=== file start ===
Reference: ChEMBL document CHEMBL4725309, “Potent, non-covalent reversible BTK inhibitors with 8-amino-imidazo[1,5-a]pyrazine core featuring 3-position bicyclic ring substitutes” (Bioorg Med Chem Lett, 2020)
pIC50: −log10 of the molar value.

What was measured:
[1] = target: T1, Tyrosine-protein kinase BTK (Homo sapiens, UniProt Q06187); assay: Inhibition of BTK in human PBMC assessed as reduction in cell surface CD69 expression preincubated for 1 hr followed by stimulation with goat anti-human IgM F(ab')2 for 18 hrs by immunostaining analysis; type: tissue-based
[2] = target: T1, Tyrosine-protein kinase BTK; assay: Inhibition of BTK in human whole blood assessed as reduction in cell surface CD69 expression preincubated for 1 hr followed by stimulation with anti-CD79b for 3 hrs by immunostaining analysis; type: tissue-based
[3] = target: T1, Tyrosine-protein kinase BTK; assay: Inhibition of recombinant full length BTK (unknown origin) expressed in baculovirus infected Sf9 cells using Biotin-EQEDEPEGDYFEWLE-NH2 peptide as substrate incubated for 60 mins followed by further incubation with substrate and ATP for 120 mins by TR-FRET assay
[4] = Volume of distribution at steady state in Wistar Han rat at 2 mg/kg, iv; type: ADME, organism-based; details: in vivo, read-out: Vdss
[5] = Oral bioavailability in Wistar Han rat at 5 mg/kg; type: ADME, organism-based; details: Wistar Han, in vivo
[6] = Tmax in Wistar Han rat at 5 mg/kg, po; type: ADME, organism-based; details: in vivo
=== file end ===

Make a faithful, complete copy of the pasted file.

Reference: ChEMBL document CHEMBL4725309, “Potent, non-covalent reversible BTK inhibitors with 8-amino-imidazo[1,5-a]pyrazine core featuring 3-position bicyclic ring substitutes” (Bioorg Med Chem Lett, 2020)
pIC50: −log10 of the molar value.

What was measured:
[1] = target: T1, Tyrosine-protein kinase BTK (Homo sapiens, UniProt Q06187); assay: Inhibition of BTK in human PBMC assessed as reduction in cell surface CD69 expression preincubated for 1 hr followed by stimulation with goat anti-human IgM F(ab')2 for 18 hrs by immunostaining analysis; type: tissue-based
[2] = target: T1, Tyrosine-protein kinase BTK; assay: Inhibition of BTK in human whole blood assessed as reduction in cell surface CD69 expression preincubated for 1 hr followed by stimulation with anti-CD79b for 3 hrs by immunostaining analysis; type: tissue-based
[3] = target: T1, Tyrosine-protein kinase BTK; assay: Inhibition of recombinant full length BTK (unknown origin) expressed in baculovirus infected Sf9 cells using Biotin-EQEDEPEGDYFEWLE-NH2 peptide as substrate incubated for 60 mins followed by further incubation with substrate and ATP for 120 mins by TR-FRET assay
[4] = Volume of distribution at steady state in Wistar Han rat at 2 mg/kg, iv; type: ADME, organism-based; details: in vivo, read-out: Vdss
[5] = Oral bioavailability in Wistar Han rat at 5 mg/kg; type: ADME, organism-based; details: Wistar Han, in vivo
[6] = Tmax in Wistar Han rat at 5 mg/kg, po; type: ADME, organism-based; details: in vivo